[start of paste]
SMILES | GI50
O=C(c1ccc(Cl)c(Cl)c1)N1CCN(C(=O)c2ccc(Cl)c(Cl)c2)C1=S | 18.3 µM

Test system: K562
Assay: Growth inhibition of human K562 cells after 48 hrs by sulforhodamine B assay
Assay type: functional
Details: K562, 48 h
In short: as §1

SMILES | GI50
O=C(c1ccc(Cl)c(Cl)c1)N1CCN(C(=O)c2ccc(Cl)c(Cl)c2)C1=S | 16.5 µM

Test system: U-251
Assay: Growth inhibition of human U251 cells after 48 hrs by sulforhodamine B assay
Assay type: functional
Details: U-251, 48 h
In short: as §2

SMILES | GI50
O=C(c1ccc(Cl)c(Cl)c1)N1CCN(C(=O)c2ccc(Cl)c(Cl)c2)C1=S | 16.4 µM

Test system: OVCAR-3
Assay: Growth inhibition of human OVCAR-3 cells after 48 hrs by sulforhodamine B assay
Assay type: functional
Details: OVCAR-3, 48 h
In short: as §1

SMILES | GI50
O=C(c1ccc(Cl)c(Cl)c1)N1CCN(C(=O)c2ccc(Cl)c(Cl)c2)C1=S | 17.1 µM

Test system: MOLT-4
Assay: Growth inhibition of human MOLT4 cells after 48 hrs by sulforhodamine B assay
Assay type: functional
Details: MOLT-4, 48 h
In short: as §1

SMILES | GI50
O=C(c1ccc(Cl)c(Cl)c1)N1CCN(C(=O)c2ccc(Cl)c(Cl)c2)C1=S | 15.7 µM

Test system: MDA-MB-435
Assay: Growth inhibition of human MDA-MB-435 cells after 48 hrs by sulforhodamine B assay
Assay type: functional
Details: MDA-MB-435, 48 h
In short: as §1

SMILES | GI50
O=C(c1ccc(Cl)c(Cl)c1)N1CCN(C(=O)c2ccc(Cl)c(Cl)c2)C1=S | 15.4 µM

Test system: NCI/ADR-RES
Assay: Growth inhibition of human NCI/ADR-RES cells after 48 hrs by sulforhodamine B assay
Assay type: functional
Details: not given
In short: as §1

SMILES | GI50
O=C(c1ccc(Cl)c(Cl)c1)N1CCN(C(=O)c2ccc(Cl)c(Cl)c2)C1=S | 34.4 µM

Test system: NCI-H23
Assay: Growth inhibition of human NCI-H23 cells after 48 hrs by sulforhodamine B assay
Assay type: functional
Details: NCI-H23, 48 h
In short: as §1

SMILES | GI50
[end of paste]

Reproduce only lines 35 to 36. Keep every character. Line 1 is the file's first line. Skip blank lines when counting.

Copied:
In short: as §1

SMILES | GI50